Battery Park filled 9 acres in 1812, when it was the property of the United States. In 1813, the park was the campground for troops gathered to resist the advance of British troops. About 3,000 men were housed in temporary barracks just north of the park. In 1831, Battery Park was sold to private citizens. And in 1940, it was deeded to the City of Burlington for use as public space.

Spring Street first appeared on maps in 1830. Most of the buildings on the street are plain, single-family homes in a working class neighborhood. Only one house is built with bricks and only one has decorative gables.

In 1853, Vermont Central Railroad still had tracks right through town, running near Hyde Street and looping down south around Maple Street in a ravine that has since been filled in. At that point in time, not much was developed beyond North Street. By 1861, a masonry block wall tunnel had been built. Railroad tracks were shifted to run through the Intervale and out to the waterfront.

The Baptist French Mission Chapel was built in 1873 where the Integrated Arts Academy currently sits. The City purchased the chapel in 1888, renovated the building and turned it into Archibald Street School in what was known as the “French Village” or “Little Canada”. Later, the school was named “H.O.  Wheeler School”.

By 1869, there were some houses north of North Street. What is now called “Elmwood Avenue” was “Locust”, “Union” was then called “Maiden”, Battery was “Water”, and what’s now called “Prospect” was “Gough”. “Manhattan” was called “North Bend”.

In 1877, Riverside Avenue was called “First”, “Lower”, or “Winooski Road” and a trolley ran along on tracks. When the former owners of my home were kids, they used to slide from what is now Fern Hill senior housing all the way down into the Intervale.

They could only make 2 runs in an entire day with the long hike back up the hill. They’d station a friend on the Lower Road to yell when it was all clear from trolleys and other traffic.

Before Centennial Field was built in 1906, there was an athletic field just off Riverside Avenue on Intervale Road. With a trolley line on one side and the railroad on the other, people arrived by public transportation or walking.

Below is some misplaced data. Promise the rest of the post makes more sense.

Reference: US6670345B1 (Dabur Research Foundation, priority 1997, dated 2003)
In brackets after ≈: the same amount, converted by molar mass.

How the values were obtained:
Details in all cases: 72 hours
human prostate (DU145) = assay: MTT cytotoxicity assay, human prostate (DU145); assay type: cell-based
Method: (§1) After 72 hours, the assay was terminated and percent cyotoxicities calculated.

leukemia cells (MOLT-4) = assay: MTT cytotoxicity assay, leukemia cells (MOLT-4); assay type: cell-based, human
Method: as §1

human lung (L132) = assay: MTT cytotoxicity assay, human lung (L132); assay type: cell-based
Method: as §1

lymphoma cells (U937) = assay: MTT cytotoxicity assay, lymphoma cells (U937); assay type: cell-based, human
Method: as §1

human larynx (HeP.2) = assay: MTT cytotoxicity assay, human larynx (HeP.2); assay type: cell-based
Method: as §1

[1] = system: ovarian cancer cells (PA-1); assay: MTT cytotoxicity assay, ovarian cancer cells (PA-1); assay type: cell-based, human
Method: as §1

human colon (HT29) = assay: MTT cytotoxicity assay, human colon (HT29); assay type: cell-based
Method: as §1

John W. Roberts was an architect and builder of more than 50 homes in Burlington from the 1870s-1890s. Built in the Queen Anne style, they sold for as little as $900. Roberts’ houses have L- shaped porches, a bay window in front, and unique designs of circles and diamonds on the gable. Many of the homes are now listed on the National Register of Historic Places.

St. Louis Street still did not exist in 1877. Once developed, it ran north and south in two sections, with Roosevelt Park in the middle. Originally called “Shaw’s Lot” after an owner of the land, the park had a neighborhood skating rink and ball games…then as now. Later, it was named “Roosevelt Park”.

The north end of St. Louis Street was the neighborhood for many relatives of Peg Dumas as part of the French-Canadian section of the ONE. Once the entrance to the City dump (opened in 1942), the north end now provides access to the bikepath.

I am only the third owner of my home which was built in the 1880s. The French-Canadian Gravel family lived in my house for over 100 years prior to 1997.

I was lucky enough to hear stories from the Gravels about the neighborhood—tales of sledding in the winter all the way from Fern Hill senior housing down into the Intervale; playing croquet on their lawn in the summertime; dirt roads and horses and flies everywhere; horse-drawn carts that delivered food and other goods throughout the neighborhood; exciting tales from the Prohibition era including illegal alcohol brewed from garden grapes in the dirt- floor cellar; and a family tale claiming that a Gravel was one of the last people across the Winooski Bridge before the bridge was swept away in the Great Flood of 1927.

In a house that measured about 1,000 square feet at that time, with an outhouse out back, 12 family members as well as visiting young women from Canada who worked in the mills in Winooski must have filled every square inch. The spirit of the Gravel parents and their 10 children accompany me as I care for and cherish our home right here in the Old North End.

What is now a very desirable neighborhood, the Lakeview Terrace area of the City was just up the cliffside from Moran Generating Plant. From 1955 until 1986, the coal-fired Moran Plant produced electricity. Folks who grew up in that part of the City stated that laundry hung out was covered in black soot, respiratory problems frequently occurred, and windows were blackened.

The McNeil Generating Plant has replaced the Moran Plant. A different border of the ONE now hosts the wood-chipping burning station that provides electricity for the City.